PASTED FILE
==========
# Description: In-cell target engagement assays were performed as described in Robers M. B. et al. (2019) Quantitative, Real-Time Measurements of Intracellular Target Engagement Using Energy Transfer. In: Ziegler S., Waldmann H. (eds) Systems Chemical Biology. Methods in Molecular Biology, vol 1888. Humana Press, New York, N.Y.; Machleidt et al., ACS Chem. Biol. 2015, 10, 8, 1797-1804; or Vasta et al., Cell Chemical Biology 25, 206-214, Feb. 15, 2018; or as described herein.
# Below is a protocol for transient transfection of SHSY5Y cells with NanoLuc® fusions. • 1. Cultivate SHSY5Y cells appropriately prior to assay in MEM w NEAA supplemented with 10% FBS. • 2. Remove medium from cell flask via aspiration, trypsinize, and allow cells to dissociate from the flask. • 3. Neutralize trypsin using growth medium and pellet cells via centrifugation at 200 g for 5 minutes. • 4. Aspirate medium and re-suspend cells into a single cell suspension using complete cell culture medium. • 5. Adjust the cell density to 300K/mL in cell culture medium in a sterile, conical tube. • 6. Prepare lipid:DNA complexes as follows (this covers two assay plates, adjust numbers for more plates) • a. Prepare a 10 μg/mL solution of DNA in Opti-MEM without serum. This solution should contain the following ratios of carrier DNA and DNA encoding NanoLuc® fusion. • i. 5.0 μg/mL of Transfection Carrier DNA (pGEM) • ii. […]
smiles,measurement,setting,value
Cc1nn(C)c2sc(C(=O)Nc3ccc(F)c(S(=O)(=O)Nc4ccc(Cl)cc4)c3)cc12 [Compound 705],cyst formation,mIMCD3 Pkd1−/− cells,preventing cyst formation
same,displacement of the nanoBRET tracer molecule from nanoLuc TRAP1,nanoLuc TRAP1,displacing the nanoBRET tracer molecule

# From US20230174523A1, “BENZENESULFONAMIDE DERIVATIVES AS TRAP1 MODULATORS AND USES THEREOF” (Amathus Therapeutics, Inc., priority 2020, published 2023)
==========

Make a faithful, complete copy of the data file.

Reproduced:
# Description: In-cell target engagement assays were performed as described in Robers M. B. et al. (2019) Quantitative, Real-Time Measurements of Intracellular Target Engagement Using Energy Transfer. In: Ziegler S., Waldmann H. (eds) Systems Chemical Biology. Methods in Molecular Biology, vol 1888. Humana Press, New York, N.Y.; Machleidt et al., ACS Chem. Biol. 2015, 10, 8, 1797-1804; or Vasta et al., Cell Chemical Biology 25, 206-214, Feb. 15, 2018; or as described herein.
# Below is a protocol for transient transfection of SHSY5Y cells with NanoLuc® fusions. • 1. Cultivate SHSY5Y cells appropriately prior to assay in MEM w NEAA supplemented with 10% FBS. • 2. Remove medium from cell flask via aspiration, trypsinize, and allow cells to dissociate from the flask. • 3. Neutralize trypsin using growth medium and pellet cells via centrifugation at 200 g for 5 minutes. • 4. Aspirate medium and re-suspend cells into a single cell suspension using complete cell culture medium. • 5. Adjust the cell density to 300K/mL in cell culture medium in a sterile, conical tube. • 6. Prepare lipid:DNA complexes as follows (this covers two assay plates, adjust numbers for more plates) • a. Prepare a 10 μg/mL solution of DNA in Opti-MEM without serum. This solution should contain the following ratios of carrier DNA and DNA encoding NanoLuc® fusion. • i. 5.0 μg/mL of Transfection Carrier DNA (pGEM) • ii. […]
smiles,measurement,setting,value
Cc1nn(C)c2sc(C(=O)Nc3ccc(F)c(S(=O)(=O)Nc4ccc(Cl)cc4)c3)cc12 [Compound 705],cyst formation,mIMCD3 Pkd1−/− cells,preventing cyst formation
same,displacement of the nanoBRET tracer molecule from nanoLuc TRAP1,nanoLuc TRAP1,displacing the nanoBRET tracer molecule

# From US20230174523A1, “BENZENESULFONAMIDE DERIVATIVES AS TRAP1 MODULATORS AND USES THEREOF” (Amathus Therapeutics, Inc., priority 2020, published 2023)